Australian aid to GNI is well short of the UN’s recommended 0.7% target. This target, originally adopted by the UN in 1970 against gross national product, has been at the centre of political commitments for aid adopted by international organisations and individual nations. However, cuts to Australia’s aid budget have left it at odds with other nations, such as the UK, which are actively seeking to meet or exceed this target.
THE ULTERIOR MOTIVES OF AID
The increase in aid to the Pacific is almost certainly prompted by fears of Chinese development assistance, which has dominated headlines since Australian Minister for International Development Concetta Fierravanti-Wells claimed that Chinese aid in the Pacific resulted in “useless buildings” and “roads that go nowhere”.
China’s growing aid and development funding is reflective of the usurpation of the West’s traditional aid dominance by new players and growing South-South cooperation. China, India, Israel, Russia and the UAE have been growing their aid and development budgets in recent years. The main areas for growth have been in Africa, where China has pursued ‘stadium diplomacy’, and Asia and the Middle East, where the UAE has provided close to US$600 million for displaced people in Syria. Many new donors approach aid very differently, opting for concessional loans and grants that emphasise mutual benefit through infrastructure projects. This makes them more appealing to recipients than Western aid, which tends to be highly regulated and focused on building government capacity.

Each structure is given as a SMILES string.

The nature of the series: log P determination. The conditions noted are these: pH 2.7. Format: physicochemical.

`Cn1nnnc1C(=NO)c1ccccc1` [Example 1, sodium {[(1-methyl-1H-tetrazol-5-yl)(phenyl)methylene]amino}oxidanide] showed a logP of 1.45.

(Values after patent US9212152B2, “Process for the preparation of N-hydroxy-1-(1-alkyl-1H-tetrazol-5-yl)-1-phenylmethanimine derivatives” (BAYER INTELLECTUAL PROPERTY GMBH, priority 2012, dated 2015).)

Aid and development funding, whether from traditional or non-traditional partners, tend to come with ulterior motives, usually a tacit agreement for support in international organisations or to push for greater donor country investment. Canberra’s aid boost to the Pacific is a response to concerns about these ulterior motives, especially amid claims that Vanuatu would host a Chinese naval base and that the Solomon Islands would contract Chinese state-owned companies to build a submarine telecommunications between the Solomon Islands and Australia. China has also been notorious in tying aid to support in international organisations; the infamous ‘chequebook diplomacy’ between China and Taiwan tied developing nations into supporting their respective claims to sovereignty in exchange for huge development assistance packages, as recently seen with the Dominican Republic.
Australia’s aid likewise serves Canberra’s interests. The 2013 abolition of the standalone AusAID agency helped to align Canberra’s diplomatic and aid aspirations by integrating aid and development into the Department of Foreign Affairs and Trade, and the 2017 Foreign Policy White Paper refers to national interest as a factor in allocating aid. Australia is well-positioned to capitalise on these goals. While Chinese aid projects within the Pacific between 2006 and 2016 total approximately US$1.8 billion, Canberra’s estimated US$7.7 billion injection in the same period left China a very distant second.